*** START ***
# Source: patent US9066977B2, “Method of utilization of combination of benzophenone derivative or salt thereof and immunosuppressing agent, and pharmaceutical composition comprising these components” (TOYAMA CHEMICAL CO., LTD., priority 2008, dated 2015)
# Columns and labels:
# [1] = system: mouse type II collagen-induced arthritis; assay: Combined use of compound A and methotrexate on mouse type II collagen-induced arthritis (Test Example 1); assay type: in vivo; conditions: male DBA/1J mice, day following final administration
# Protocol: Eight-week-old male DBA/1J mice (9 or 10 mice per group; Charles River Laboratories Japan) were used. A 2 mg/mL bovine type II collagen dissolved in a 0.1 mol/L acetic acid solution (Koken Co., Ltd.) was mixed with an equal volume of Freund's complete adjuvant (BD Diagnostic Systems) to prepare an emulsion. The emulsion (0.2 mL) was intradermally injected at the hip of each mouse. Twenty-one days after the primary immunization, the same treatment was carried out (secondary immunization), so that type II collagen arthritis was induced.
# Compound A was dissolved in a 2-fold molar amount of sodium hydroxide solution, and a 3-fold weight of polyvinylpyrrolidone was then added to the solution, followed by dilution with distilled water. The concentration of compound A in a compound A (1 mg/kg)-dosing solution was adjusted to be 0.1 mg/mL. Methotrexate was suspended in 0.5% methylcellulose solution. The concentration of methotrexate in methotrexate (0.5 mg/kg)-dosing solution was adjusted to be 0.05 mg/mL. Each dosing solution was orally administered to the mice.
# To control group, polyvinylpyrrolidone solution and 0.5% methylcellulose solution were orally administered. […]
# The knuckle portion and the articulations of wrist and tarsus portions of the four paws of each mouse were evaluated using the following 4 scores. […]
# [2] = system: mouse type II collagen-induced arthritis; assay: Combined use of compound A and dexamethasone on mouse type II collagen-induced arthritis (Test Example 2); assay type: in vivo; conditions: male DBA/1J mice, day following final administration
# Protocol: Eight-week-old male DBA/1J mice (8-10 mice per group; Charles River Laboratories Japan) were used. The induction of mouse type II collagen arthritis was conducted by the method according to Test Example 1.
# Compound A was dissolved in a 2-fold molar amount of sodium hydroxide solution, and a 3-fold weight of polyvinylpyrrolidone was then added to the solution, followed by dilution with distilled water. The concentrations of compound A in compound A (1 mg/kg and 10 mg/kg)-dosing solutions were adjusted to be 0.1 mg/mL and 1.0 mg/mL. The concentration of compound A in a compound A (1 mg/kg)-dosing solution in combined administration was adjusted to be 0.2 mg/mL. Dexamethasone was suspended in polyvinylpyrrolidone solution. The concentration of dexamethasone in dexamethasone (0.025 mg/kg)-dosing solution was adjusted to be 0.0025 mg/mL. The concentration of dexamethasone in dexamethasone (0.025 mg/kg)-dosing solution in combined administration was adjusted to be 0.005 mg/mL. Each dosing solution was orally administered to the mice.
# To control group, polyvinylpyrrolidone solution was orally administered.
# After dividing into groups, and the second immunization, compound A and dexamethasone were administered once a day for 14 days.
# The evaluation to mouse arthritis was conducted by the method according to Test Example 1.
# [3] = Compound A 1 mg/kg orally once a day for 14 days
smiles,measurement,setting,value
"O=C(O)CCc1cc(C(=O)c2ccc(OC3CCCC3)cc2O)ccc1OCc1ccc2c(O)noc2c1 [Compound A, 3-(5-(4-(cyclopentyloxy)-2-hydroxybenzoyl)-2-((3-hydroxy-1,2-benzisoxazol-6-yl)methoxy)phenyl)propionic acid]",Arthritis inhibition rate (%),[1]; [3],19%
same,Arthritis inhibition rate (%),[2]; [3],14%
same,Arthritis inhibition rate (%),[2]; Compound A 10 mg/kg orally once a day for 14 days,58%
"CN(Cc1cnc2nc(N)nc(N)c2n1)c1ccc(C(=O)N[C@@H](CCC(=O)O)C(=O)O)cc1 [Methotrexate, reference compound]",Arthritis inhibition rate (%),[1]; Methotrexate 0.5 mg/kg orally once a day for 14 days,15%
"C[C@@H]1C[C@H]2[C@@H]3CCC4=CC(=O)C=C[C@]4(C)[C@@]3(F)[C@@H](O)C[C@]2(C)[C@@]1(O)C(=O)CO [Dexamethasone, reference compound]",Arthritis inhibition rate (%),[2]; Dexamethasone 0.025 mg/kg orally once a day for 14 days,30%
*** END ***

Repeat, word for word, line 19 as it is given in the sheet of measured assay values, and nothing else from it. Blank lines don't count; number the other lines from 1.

"CN(Cc1cnc2nc(N)nc(N)c2n1)c1ccc(C(=O)N[C@@H](CCC(=O)O)C(=O)O)cc1 [Methotrexate, reference compound]",Arthritis inhibition rate (%),[1]; Methotrexate 0.5 mg/kg orally once a day for 14 days,15%